William slowly started to become more aggressive, being a bit less gracious with each victory. I talked at length with him and his parents about his behavior, explaining that as his rating went up his opponents would become a much stronger. There would be a time when William would face a series of losses against stronger players and have to deal with those losses calmly. The parents felt William had such a strong record of wins and, since he had handled his losses well up to this point, that there wouldn’t be any problems in the near future (despite what I had seen and commented on). As a coach dealing with parents, you can only make a sound argument and hope the parents leave the decision making to you. After all, you’re the professional. Well, the parents let William do as he pleased because he was happy. After a few months, William’s parents decided their son would be better off playing tournaments on his own, “not having to act as sole strong player on our team.” There’s an old saying, the apple doesn’t fall far from the tree and William’s father, it turns out, was a really bad sport. The parents took William off the team, hired an International Master to train him and entered him in tournaments.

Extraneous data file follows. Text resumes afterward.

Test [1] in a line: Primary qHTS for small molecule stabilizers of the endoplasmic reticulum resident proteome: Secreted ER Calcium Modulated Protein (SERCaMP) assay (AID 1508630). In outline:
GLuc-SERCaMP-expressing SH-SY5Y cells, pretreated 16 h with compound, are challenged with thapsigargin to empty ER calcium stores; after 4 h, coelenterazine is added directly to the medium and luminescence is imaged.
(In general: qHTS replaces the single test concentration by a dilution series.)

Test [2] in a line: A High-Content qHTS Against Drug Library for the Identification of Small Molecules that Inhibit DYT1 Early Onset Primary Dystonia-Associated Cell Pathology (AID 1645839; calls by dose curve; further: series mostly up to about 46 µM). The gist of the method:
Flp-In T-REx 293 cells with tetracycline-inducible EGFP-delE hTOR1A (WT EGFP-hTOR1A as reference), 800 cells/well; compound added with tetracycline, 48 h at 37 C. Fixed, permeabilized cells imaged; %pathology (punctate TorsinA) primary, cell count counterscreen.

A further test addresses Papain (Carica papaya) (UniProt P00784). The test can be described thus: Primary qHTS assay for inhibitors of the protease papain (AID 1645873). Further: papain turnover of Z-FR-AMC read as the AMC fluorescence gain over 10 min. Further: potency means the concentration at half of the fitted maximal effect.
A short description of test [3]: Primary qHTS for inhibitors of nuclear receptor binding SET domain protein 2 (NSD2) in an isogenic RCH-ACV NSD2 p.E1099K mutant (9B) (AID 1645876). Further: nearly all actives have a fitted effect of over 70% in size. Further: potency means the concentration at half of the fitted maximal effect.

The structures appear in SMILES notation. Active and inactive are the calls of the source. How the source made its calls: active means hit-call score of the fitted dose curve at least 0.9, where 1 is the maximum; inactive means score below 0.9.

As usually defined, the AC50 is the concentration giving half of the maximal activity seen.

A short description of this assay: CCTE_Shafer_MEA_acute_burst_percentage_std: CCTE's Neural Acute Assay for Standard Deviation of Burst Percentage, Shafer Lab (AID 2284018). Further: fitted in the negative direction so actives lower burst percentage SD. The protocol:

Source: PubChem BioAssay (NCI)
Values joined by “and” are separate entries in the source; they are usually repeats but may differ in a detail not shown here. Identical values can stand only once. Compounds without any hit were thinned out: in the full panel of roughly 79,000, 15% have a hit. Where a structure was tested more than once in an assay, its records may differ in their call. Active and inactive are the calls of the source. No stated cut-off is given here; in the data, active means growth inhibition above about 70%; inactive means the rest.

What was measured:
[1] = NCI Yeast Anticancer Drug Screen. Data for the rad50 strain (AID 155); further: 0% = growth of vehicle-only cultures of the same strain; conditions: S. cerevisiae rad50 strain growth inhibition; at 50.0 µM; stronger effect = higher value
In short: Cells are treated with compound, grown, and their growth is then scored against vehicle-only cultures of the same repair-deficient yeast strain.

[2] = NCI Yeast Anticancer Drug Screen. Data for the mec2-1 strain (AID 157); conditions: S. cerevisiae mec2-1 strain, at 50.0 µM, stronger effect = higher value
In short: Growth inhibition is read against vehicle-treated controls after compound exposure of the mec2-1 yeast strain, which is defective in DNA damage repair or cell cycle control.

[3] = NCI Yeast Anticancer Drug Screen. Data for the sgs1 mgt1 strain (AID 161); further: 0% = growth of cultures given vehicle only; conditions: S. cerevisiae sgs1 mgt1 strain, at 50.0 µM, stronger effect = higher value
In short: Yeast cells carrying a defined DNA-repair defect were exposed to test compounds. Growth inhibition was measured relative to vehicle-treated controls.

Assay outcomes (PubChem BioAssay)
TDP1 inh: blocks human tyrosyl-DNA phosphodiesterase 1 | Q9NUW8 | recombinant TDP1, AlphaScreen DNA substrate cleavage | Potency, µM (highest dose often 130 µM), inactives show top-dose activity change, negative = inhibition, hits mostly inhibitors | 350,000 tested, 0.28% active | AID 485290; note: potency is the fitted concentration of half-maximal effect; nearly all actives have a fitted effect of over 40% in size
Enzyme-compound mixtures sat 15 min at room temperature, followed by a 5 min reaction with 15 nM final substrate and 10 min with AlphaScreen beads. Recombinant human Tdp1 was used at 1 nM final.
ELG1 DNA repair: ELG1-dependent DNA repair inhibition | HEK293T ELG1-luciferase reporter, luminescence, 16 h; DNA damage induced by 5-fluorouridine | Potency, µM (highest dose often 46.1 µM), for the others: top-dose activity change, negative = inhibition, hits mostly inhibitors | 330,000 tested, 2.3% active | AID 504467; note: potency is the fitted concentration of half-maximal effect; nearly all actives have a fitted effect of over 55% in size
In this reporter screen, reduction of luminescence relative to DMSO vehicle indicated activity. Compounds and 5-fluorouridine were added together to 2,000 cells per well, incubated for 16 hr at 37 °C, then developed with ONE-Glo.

About six months later, I get a call from his new trainer who says “the kid has turned into a bloody little monster.” Of course, I really wanted to say “and how is this my problem” but refrained as that would make me a bad sport. It turned out that William was now so rude to his opponents that Tournament Directors were taking serious notice. I asked his new trainer if he had talked to the parents. He had and reported to me that the father would scream things like “I’m paying you good money to deal with this nonsense.” Somehow, I suspect I got the good end of the deal when I was taken out of the equation. Within months, William had been all but black listed from tournament play. He eventually gave up on chess. William gained personal power through chess but in the end absolute power corrupts absolutely.
I tell this cautionary tale because I see the dark side of competition on a regular basis in the junior chess arena. Again, competition is a good thing within reason. However, some individuals take it to an unhealthy extreme. I’d like to offer some advice for young players and their parents: